The Yankees have always had the short right field dimensions. Aside from Pesky’s Pole, Fenway Park is a detriment to the types of teams the Yankees built for themselves. Conversely, Fenway has always had that short left field with that Wall that seems to loom over the shortstop’s head. Balls the Red Sox would pepper off that Wall and over it become outs in the Death Valley of left and left center in Yankee Stadium.
Over the long history of the two teams, this has hurt the Red Sox more than the Yankees. The Yankees have a 609-427 record at home against the Red Sox. The Red Sox have a 527-523 record at home against the Yankees. That is the historical record. But how has it gone in the last decade? Here are the Yankees’ home/road records for these two teams as they have battled each other:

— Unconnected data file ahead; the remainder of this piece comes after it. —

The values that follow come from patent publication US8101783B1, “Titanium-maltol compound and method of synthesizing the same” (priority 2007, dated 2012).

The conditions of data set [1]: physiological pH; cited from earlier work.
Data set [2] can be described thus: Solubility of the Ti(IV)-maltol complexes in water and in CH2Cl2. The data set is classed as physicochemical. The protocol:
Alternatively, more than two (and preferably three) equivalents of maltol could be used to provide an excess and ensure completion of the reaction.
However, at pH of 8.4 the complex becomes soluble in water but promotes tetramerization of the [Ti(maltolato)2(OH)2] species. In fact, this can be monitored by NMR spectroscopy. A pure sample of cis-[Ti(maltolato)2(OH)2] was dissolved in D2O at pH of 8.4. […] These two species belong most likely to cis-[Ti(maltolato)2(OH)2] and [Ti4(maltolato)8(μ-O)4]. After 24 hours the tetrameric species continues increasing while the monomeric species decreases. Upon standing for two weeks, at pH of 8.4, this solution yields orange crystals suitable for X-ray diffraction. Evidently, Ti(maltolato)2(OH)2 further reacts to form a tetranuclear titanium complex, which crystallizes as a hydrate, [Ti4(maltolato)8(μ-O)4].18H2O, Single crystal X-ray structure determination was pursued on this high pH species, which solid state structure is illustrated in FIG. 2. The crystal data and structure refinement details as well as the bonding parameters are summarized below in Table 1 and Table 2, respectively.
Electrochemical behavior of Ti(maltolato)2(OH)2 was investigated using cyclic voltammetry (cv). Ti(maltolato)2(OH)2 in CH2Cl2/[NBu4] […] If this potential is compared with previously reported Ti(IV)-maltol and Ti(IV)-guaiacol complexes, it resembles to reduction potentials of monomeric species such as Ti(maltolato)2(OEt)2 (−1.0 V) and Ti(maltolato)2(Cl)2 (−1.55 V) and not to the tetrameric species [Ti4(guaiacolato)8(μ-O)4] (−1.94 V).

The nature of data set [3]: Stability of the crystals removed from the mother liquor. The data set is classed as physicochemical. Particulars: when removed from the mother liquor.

- 2002: 5-4 (home), 5-5 (Fenway)
- 2003: 5-5 (home), 5-4 (Fenway)
- 2004: 5-4 (home), 3-7 (Fenway)
- 2005: 5-4 (home), 5-5 (Fenway)
- 2006: 4-6 (home), 7-2 (Fenway)
- 2007: 6-3 (home), 4-5 (Fenway)
- 2008: 4-5 (home), 5-4 (Fenway)
- 2009: 7-2 (home), 2-7 (Fenway)
- 2010: 4-5 (home), 5-4 (Fenway)
- 2011: 2-7 (home), 4-5 (Fenway)
Totals: 47-45 (home), 45-48 (Fenway)
These two longtime American League rivals have pretty much played to a draw over the last ten seasons. To expect things to be any different this season would seem to be a stretch. Yes, these two teams have a long history against each other. And that history is rich. There is the Bucky Dent and Aaron Boone homers, the 2004 Red Sox comeback. There is the “whose your daddy” days with Pedro and David Ortiz has always come up big. There was Joe DiMaggio versus Ted Williams and Carlton Fisk versus Thurman Munson. And of course, there was Babe Ruth. If Fenway Park is going to have such a celebration, the Yankees just had to be there.